[HEALTH.MIL] Time To End Tricare's Bloated-But-Untouchable Status

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  • Date: Wed, 27 Mar 2013 21:44:43 -0500


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Time To End Tricare's Bloated-But-Untouchable Status


By Charles Lane

The Washington Post

Published: March 26, 2013



The U.S. government's fiscal predicament has many causes. But if you had to
reduce them to one sentence, it might go like this: "Congress responds to the
short-term demands of particular groups, not the long-term needs of the nation
as a whole."


Case in point: the seemingly unstoppable growth of medical benefits for former
military personnel under Tricare, the Defense Department's health program. This
mushrooming expense is a major reason that Pentagon health care spending rose
from $19 billion in fiscal 2001 to $52.8 billion in fiscal 2012.


The latter figure represented nearly 10 percent of that year's defense budget.


President Barack Obama has tried repeatedly to rein in this category of
spending, on the very sound theory that resources are finite and that dollars
spent on retiree health care cannot be spent equipping and training the
active-duty armed forces for war - the Pentagon's primary mission.


Military health care's traditional role was to serve active-duty troops and
their families, at no out-of-pocket cost. Tricare still does that, except for
small prescription co-payments. That makes sense as an incentive to sign up for
service and its attendant sacrifices.


Since 2000, however, Congress has repeatedly expanded the access of former
military personnel to Tricare. By 2010, the eligible population had increased
from 6.8 million a decade earlier to 9.7 million - nearly 85 percent of whom
were not active-duty service personnel, according to an excellent May 2012 Armed
Forces Journal article by Brittany Gregerson, of the Institute for Defense


Obama's reforms have been rebuffed every time, by Democrats and by supposedly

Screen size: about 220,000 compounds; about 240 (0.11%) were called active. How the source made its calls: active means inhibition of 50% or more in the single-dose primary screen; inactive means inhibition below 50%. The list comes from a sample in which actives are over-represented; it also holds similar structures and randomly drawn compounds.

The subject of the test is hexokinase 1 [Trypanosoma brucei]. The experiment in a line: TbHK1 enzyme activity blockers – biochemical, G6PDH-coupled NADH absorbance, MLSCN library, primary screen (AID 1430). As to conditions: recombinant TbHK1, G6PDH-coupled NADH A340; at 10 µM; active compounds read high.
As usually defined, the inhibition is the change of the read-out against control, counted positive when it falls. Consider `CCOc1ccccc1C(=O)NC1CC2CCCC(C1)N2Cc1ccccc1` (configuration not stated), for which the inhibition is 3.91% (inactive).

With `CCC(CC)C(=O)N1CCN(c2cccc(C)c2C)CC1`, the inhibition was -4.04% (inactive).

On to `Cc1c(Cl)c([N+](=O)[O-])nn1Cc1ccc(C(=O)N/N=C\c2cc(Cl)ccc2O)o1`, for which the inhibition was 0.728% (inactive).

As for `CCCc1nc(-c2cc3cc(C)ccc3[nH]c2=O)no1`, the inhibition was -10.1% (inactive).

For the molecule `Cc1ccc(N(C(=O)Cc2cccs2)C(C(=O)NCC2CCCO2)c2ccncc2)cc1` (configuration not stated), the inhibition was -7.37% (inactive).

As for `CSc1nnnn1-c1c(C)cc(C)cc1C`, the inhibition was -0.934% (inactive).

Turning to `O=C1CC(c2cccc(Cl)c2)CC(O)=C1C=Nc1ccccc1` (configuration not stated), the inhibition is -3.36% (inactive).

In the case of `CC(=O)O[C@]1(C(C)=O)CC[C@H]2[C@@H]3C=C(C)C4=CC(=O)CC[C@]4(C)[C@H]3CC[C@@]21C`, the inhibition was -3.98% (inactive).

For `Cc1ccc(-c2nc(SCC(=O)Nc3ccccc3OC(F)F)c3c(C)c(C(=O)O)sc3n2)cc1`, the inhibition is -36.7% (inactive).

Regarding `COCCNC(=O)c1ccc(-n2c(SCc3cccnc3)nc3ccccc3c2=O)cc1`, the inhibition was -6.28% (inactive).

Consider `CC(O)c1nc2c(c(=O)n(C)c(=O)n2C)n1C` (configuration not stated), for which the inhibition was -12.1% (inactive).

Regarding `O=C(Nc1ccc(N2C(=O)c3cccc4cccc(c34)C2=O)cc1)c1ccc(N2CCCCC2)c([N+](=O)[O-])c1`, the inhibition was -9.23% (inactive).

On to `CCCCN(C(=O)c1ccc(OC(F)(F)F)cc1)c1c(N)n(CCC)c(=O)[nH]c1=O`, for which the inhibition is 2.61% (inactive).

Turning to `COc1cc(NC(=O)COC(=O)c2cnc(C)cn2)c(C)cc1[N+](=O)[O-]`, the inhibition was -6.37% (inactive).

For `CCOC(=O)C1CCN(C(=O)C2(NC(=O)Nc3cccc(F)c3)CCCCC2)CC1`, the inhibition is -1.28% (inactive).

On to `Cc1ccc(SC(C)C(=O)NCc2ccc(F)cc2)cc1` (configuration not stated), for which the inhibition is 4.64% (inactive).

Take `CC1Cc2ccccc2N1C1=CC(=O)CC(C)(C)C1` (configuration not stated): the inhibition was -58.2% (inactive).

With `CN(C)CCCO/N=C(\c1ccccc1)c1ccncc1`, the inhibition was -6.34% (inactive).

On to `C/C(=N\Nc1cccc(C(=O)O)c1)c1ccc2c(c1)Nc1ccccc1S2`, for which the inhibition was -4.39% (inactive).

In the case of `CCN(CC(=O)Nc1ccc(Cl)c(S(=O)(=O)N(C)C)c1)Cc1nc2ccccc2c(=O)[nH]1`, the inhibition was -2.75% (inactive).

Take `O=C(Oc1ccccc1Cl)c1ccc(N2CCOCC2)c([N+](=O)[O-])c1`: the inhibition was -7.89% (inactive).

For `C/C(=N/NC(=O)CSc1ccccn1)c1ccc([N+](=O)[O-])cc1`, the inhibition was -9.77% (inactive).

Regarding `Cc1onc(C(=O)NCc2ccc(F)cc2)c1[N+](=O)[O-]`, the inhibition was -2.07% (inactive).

fiscally conservative, pro-defense Republicans.


The expansion of Tricare dates to the post-Cold War base closings in the 1990s.
Some military hospitals were shut in the process, and retirees who had been
allowed to use them on a space-available basis protested that Congress owed them
a substitute.


Some even claimed that recruiters had offered them free health care for life
when they enlisted and that Congress was welshing on this purported contract.


The courts correctly rejected this legally, and factually, spurious claim - but
it fared better in the political sphere.


In 1996, Congress allowed military retirees ages 37 to 64 and their family
members to join Tricare for an annual contribution that averaged 27 percent of
total health care costs for a family of three.


That contribution, however, did not increase with inflation. As a result,
Tricare's real cost to working-age beneficiaries dropped 41 percent between 1997
and 2010, Gregerson found. Not surprisingly, working-age retirees and their
families began leaving employer-paid plans and signing up for Tricare.


Congress did allow a modest increase in costs for working-age retirees to take
effect last year and indexed that cost increase to inflation. But those costs
are still far less than what an average civilian would pay for comparable
employer-provided health insurance.


Once former military personnel turn 65, they are eligible for Medicare, like
everyone else. But in 2002, Congress gave them "Tricare for Life" - essentially,
a free Medigap plan. Roughly 2 million people take advantage of this perk, at a
projected cost to taxpayers of $9.7 billion in the current fiscal year,
according to the Congressional Budget Office.


On a per capita basis, Tricare for Life is the most expensive Tricare program of
the Defense Department, Gregerson writes. Beneficiaries' utilization rate far
exceeds that of the other Tricare programs' participants - no surprise, since
Tricare for Life beneficiaries have zero incentive to conserve.


Obama's 2013 budget plan would have saved $12.8 billion over five years by
gradually increasing the annual enrollment fees of Tricare's working-age
retirees, with discounts for lower-income participants, and then indexing the
fees to the rate of national growth in health spending.


The maximum fee would have quadrupled to $2,000 - still far cheaper than most
civilian plans. The president also proposed adding an enrollment charge to
Tricare for Life.


Congress would have none of it - then or, apparently, now. Neither the recently
adopted Senate budget plan for fiscal 2014, drafted by Democrats, nor the
supposedly "austere" Ryan budget passed by the Republican House, touched
Tricare. Hell hath no fury like a veterans' lobby scorned, as senators and
representatives of both parties know.


So do I! In anticipation of a lot of hate mail, I would note that I respect and
honor America's veterans. They should be well provided for, including reasonable
health benefits. But no one - not even a veteran - is entitled to taxpayer
support regardless of competing public needs.


In the case of Tricare, this is what the veterans' lobbies have demanded of
Congress, and what Congress has given them.


(Charles Lane is a member of The Washington Post's editorial board.)



SOURCE:  Stars and Stripes article at



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